Hey, Mr. Mancuso, the Number Is More Than 84

Immediately following SAG’s vote to denounce the closing of the Motion Picture Home’s Long Term Care Center, the MPTF issued a press release from Frank Mancuso that read, in part: "It would be a disservice to our community to force into bankruptcy this indispensable organization simply because family members of the 84 people living in […]

Last Updated: July 28, 2009 @ 5:41 PM

Immediately following SAG’s vote to denounce the closing of the Motion
Picture Home’s Long Term Care Center, the MPTF issued a press release from
Frank Mancuso that read, in part:

"It would be a disservice to our community to force into bankruptcy this
indispensable organization simply because family members of the 84 people
living in the facility prefer to have them remain there."

What Mr. Mancuso seems to be forgetting is that we would have more than 84 families except for that trifling detail called “transfer trauma.” It’s a bothersome symptom that some feel have claimed more than the expected percentage of those that have died, who were only months ago at home where they belonged.

This is not just about 84 human beings whose lives need to be saved as we speak — it is unfortunately an Industry class struggle and scheme that is as brilliant for its cunning as the authors are ruthless in their disdain for upholding the promise of “Taking Care of Our Own.”

The MPTF Board leadership that has made this decision and is standing by it mostly comprises former and current "studio leaders" who dominate the masses  outside of the soundstages and commissaries. They have found an outlet at the MPTF to continue to exert control over the lives of all Industry workers, this time "to the grave."

This group of vultures conducts its activities and decision-making in secret and is used to answering to no one, save those whose earliest mentors “poured their derision upon everything they did, exposing any weakness however carefully hid.”

Most have wealth of tens of millions of dollars as a safety net for their old age.

Mr. Mancuso states that the Board struggled for years with a way to keep Long Term Care open. If the Board recognized a financial problem with Long Term Care, why didn’t it bring it to the attention of the Industry for five years?

The Board never brought this to the attention of the Industry for years because of a hidden agenda whose code word “successful aging” was rubber-stamped on the dossier that detailed the end of the LTC. Instead of taking care of the most vulnerable, the most sick and handicapped, why is it my perception that the Board decided to bring in a team of hatchet men bent on cleansing the MPTF of the LTC?

How is it conceivable that the Long Term Care Facility — which brings in $10,500 a bed per month, has a charitable tax status, is housed on land and a building owned by the MPTF — has alleged losses of $12 million per year for approximately 100 people? If you lose money on something like this you should be fired — not exalted and given raises.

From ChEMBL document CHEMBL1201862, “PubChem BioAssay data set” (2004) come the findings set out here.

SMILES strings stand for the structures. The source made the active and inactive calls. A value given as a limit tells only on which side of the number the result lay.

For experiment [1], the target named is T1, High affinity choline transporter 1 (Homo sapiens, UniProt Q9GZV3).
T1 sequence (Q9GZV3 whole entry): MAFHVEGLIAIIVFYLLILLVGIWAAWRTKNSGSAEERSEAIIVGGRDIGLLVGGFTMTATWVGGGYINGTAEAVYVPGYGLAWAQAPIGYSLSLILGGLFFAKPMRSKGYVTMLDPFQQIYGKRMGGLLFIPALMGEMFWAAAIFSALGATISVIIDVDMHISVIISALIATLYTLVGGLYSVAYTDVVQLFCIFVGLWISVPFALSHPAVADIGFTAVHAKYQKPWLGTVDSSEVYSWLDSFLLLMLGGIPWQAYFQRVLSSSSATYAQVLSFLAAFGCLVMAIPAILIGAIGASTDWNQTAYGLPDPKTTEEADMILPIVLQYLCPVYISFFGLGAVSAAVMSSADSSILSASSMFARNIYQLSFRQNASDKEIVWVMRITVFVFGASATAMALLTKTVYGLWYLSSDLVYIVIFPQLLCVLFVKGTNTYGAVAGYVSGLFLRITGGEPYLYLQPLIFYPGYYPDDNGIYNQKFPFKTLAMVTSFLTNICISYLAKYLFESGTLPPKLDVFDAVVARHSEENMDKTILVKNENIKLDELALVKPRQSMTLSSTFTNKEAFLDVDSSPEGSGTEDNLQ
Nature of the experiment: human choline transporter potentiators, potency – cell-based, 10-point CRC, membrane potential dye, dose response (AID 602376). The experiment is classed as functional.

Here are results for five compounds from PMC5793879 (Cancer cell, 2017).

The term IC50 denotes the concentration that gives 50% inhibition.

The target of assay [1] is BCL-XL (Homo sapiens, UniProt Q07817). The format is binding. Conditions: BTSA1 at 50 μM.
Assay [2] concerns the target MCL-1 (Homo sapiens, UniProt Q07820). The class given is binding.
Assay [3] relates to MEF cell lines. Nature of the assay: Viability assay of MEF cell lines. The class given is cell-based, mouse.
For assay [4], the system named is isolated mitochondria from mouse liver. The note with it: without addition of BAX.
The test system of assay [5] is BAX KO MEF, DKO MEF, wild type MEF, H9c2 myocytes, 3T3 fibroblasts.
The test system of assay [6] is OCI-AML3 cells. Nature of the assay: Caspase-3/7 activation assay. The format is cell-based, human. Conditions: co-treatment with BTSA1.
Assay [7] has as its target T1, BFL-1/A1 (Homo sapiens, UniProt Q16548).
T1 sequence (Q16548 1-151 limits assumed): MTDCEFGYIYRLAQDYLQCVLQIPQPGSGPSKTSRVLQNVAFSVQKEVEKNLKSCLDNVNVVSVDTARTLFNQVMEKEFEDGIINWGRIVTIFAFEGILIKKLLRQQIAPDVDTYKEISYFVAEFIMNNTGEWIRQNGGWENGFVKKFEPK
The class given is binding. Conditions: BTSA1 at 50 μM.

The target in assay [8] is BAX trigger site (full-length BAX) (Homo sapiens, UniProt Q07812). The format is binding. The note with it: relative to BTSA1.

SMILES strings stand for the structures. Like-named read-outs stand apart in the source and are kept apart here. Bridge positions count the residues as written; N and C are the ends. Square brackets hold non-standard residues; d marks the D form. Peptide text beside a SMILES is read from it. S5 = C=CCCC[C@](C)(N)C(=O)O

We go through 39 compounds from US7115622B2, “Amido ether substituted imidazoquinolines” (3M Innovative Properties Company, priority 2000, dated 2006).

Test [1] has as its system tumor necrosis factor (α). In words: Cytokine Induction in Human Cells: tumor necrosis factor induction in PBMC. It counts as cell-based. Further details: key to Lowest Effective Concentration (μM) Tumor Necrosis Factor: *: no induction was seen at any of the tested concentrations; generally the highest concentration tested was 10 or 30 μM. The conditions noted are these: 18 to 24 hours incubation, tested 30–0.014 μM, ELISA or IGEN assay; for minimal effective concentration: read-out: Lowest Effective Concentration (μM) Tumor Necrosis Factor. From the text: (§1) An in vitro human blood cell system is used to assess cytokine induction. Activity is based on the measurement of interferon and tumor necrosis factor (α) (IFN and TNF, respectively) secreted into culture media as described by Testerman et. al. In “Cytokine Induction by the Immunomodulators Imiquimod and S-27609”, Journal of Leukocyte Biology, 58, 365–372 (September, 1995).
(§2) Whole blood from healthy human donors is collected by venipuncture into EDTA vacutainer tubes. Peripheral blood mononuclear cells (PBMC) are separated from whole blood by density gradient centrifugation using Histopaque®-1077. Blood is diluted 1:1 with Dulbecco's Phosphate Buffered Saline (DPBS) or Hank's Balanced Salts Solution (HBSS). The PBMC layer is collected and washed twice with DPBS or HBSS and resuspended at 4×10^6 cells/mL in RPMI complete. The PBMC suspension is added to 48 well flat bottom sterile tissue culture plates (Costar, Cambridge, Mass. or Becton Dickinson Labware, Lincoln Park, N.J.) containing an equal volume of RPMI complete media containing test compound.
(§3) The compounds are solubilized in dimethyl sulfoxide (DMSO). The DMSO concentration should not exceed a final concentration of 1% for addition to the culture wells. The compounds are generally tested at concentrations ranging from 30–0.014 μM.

What are the losses at the new swimming pool and fitness center complex that cost millions, for which a membership is $25 per month? Why would the Board undertake construction activities for an extravagant swimming pool, fitness and wellness center during this period when the LTC was languishing?

Why did the Board give huge increases during this period to its top administrators, including a current salary/benefits package in excess of $750,000 to President David Tillman?

Why did it recently announce a construction campaign to renovate and enhance facilities for Independent and Assisted Living?

Why did it present the closure without prior discussion/input outside of its group, as a final verdict with no possibilities of keeping it open?

Why does it refuse to accept donations or undertake a fund raising campaign to keep Long Term Care open to the Industry?

Mr. Mancuso’s feeble attempt to paint this as a problem caused by the selfish efforts of family members trying to save 84 parents, husbands and wives from leaving Long Term Care is a slap in the face to the lives of these remaining 84 human beings in Long Term Care and to the tens of thousands of hard working Industry workers who have pre-paid for the safety net of Long Term Care at the Motion Picture Home.

The workers in this Industry will not be robbed of their rights and the historical promise created by the founders, Mary Pickford, Charlie Chaplin and Douglas Fairbanks.

Today 84 families. Tomorrow, who knows?

Our numbers dwindle as more of our parents and loved ones face displacement, eviction and the unsettling feeling of abandonment by the industry that they built so well. Please join us and SAG in standing up for the rights of the elderly residents and the right to a “continnum of care” for motion picture and television industry health care.

Winner of the Los Angeles Press Club's best blog award and a Southern California Journalism Award for his HollyBlogs, as well as an award for the Facebook group that helped to muscle the salvation of long-term care for the motion picture and television industry, Stellar's "vituperative blog on TheWrap" (Vanity Fair) focuses on issues related to the motion picture and entertainment industry. Stellar is founder of The Man/Kind Project, Inc., a 501(c)(3) corporation whose mission is to fight religious and cultural intolerance through the arts while building bridges of tolerance for all people. Stellar lives in Woodland Hills, California, with his wife of over 30 years, Nuala, and much too much Beatles memorabilia.